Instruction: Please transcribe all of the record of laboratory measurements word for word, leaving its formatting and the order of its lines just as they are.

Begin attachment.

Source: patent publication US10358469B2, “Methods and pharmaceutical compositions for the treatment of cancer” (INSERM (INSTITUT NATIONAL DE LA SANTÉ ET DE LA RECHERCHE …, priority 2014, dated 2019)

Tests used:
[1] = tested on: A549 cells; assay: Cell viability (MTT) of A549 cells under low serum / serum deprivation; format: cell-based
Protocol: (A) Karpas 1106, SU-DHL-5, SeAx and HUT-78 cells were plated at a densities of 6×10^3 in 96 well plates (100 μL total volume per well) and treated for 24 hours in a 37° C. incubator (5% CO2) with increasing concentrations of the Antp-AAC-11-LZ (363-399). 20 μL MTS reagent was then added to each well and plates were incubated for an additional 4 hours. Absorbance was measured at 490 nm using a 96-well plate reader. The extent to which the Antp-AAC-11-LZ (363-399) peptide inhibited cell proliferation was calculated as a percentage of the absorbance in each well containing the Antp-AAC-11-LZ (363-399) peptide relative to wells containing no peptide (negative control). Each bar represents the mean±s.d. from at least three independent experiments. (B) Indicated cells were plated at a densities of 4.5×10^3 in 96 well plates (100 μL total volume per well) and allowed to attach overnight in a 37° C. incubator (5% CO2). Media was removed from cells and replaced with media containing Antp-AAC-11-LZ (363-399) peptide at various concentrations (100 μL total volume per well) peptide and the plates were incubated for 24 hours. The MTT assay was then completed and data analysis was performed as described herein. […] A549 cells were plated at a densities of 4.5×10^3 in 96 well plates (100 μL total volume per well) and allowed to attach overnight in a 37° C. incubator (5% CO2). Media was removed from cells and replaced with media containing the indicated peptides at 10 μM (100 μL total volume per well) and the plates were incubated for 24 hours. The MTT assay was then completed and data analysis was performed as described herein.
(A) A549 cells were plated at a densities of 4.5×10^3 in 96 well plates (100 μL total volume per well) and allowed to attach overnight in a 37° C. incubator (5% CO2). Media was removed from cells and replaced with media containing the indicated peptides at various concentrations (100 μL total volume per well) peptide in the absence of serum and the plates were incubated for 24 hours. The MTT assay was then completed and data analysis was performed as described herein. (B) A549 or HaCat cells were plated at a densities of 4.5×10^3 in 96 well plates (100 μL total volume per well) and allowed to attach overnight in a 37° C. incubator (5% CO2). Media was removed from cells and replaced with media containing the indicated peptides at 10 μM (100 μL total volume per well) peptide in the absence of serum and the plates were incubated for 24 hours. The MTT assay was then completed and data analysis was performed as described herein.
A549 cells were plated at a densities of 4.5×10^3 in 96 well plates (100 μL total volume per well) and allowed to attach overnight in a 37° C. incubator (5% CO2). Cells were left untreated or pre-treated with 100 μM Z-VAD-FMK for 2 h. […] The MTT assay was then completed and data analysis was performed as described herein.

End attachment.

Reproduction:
Source: patent publication US10358469B2, “Methods and pharmaceutical compositions for the treatment of cancer” (INSERM (INSTITUT NATIONAL DE LA SANTÉ ET DE LA RECHERCHE …, priority 2014, dated 2019)

Tests used:
[1] = tested on: A549 cells; assay: Cell viability (MTT) of A549 cells under low serum / serum deprivation; format: cell-based
Protocol: (A) Karpas 1106, SU-DHL-5, SeAx and HUT-78 cells were plated at a densities of 6×10^3 in 96 well plates (100 μL total volume per well) and treated for 24 hours in a 37° C. incubator (5% CO2) with increasing concentrations of the Antp-AAC-11-LZ (363-399). 20 μL MTS reagent was then added to each well and plates were incubated for an additional 4 hours. Absorbance was measured at 490 nm using a 96-well plate reader. The extent to which the Antp-AAC-11-LZ (363-399) peptide inhibited cell proliferation was calculated as a percentage of the absorbance in each well containing the Antp-AAC-11-LZ (363-399) peptide relative to wells containing no peptide (negative control). Each bar represents the mean±s.d. from at least three independent experiments. (B) Indicated cells were plated at a densities of 4.5×10^3 in 96 well plates (100 μL total volume per well) and allowed to attach overnight in a 37° C. incubator (5% CO2). Media was removed from cells and replaced with media containing Antp-AAC-11-LZ (363-399) peptide at various concentrations (100 μL total volume per well) peptide and the plates were incubated for 24 hours. The MTT assay was then completed and data analysis was performed as described herein. […] A549 cells were plated at a densities of 4.5×10^3 in 96 well plates (100 μL total volume per well) and allowed to attach overnight in a 37° C. incubator (5% CO2). Media was removed from cells and replaced with media containing the indicated peptides at 10 μM (100 μL total volume per well) and the plates were incubated for 24 hours. The MTT assay was then completed and data analysis was performed as described herein.
(A) A549 cells were plated at a densities of 4.5×10^3 in 96 well plates (100 μL total volume per well) and allowed to attach overnight in a 37° C. incubator (5% CO2). Media was removed from cells and replaced with media containing the indicated peptides at various concentrations (100 μL total volume per well) peptide in the absence of serum and the plates were incubated for 24 hours. The MTT assay was then completed and data analysis was performed as described herein. (B) A549 or HaCat cells were plated at a densities of 4.5×10^3 in 96 well plates (100 μL total volume per well) and allowed to attach overnight in a 37° C. incubator (5% CO2). Media was removed from cells and replaced with media containing the indicated peptides at 10 μM (100 μL total volume per well) peptide in the absence of serum and the plates were incubated for 24 hours. The MTT assay was then completed and data analysis was performed as described herein.
A549 cells were plated at a densities of 4.5×10^3 in 96 well plates (100 μL total volume per well) and allowed to attach overnight in a 37° C. incubator (5% CO2). Cells were left untreated or pre-treated with 100 μM Z-VAD-FMK for 2 h. […] The MTT assay was then completed and data analysis was performed as described herein.